Wang Jianmin and Guo Zhongxiao, two veteran Hong Kong journalists, were sentenced to jail terms on Tuesday by a Shenzhen court for running an illegal business – two political magazines published in Hong Kong.
Wang was sentenced to five years and three months in prison, while Guo was jailed for two years and three months. Wang was also found guilty of two other charges: bid-rigging and bribery. They pleaded guilty in a trial in November last year.
Both Wang and Guo, originally from the mainland, were arrested in May 2014 in Shenzhen, where they lived. They were accused of earning around HK$7.8 million through publishing the New-Way Monthly and Multiple Face magazines, some of which were sent to the mainland.
8 mainland readers
The magazines were published by the National Affairs Limited company registered in Hong Kong in 2007 by Wang and Guo, who had both acquired the status of Hong Kong permanent residents. The magazines often reported the internal political struggles of the Chinese Communist Party.
The defence lawyer of the two journalists said during the trial at Shenzhen’s Nanshan District Court that the magazines were printed in Hong Kong and legally published in Hong Kong. According to the lawyer, their earnings from mainland sales were only 66,182 yuan (HK$76,923), and the two magazines were only sent to eight people on the mainland, reported Initium Media.
Their lawyer argued that the business involved less than 150,000 yuan (HK$174,327), the minimum amount required for the illegal business offence, and they had not seriously disrupted the market, another requirement for the offence.
Wang, also a US citizen, was the publisher of the magazines. Guo acted as an editor. He did not participate in operations on the business and publishing side and did not know about the eight readers on the mainland, their lawyer said during the trial.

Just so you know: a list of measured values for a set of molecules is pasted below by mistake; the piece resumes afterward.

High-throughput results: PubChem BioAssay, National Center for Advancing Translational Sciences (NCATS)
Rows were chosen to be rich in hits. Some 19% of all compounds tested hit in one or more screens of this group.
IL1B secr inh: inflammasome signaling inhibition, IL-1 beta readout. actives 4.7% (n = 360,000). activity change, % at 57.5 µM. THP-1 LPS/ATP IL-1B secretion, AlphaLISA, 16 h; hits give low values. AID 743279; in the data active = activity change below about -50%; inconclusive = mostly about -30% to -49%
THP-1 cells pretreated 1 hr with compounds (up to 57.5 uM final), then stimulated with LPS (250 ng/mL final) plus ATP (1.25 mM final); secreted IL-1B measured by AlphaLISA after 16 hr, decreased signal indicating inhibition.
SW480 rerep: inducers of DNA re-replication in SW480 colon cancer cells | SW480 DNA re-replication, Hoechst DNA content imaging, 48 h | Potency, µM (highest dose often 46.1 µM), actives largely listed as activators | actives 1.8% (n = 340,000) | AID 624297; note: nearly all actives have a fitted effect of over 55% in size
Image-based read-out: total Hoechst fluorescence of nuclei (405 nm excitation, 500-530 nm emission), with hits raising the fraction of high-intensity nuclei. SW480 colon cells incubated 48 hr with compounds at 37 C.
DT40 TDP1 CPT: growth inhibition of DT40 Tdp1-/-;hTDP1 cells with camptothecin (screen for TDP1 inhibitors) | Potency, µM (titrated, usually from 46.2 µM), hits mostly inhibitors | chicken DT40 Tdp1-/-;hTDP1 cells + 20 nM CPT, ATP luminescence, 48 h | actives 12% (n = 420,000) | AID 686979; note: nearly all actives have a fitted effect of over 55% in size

The lawyer also argued that Guo’s work in Shenzhen was no different from a foreign journalist reporting in China, though the prosecution said there was a difference between writing an article and completing the editing of a magazine.
Guo may be released soon, as he has already been detained for two years and two months.
Before running their own magazines, Wang and Guo worked for the Hong Kong magazine Yazhou Zhoukan, which focused on political issues in East Asia.
Wang’s wife Xu Zhongyun, who helped send the magazines, was sentenced to a year in jail, suspended for two years. Liu Haitao, a freelance writer for the magazines, was sentenced to two years in jail, suspended for three years.
They also pleaded guilty. None of them will file an appeal, according to Initium.
A tightening grip
Wang and Guo’s case came after recent events surrounding the publishing industry in Hong Kong that sparked fears over the Chinese government’s tightening grip on press freedom.
Yiu Man-tin, a Hong Kong publisher who had earlier planned to publish a book about Chinese president Xi Jinping, was arrested in Shenzhen in October 2013 for “smuggling ordinary goods.” In May 2014 he was sentenced to ten years in jail.
Five Hong Kong booksellers from Causeway Bay Books went missing one by one in Thailand, Shenzhen, Dongguan and Hong Kong since October, before reappearing on Chinese television channels “confessing” to running illegal book posting businesses.
Of the booksellers, three returned to Hong Kong for short stays before going to the mainland again, before Lam Wing-kee decided to hold a surprise press conference revealing the details of his kidnapping and detention by a Chinese special unit.
Gui Minhai, one of the booksellers and a Swedish national, is still detained on the mainland.
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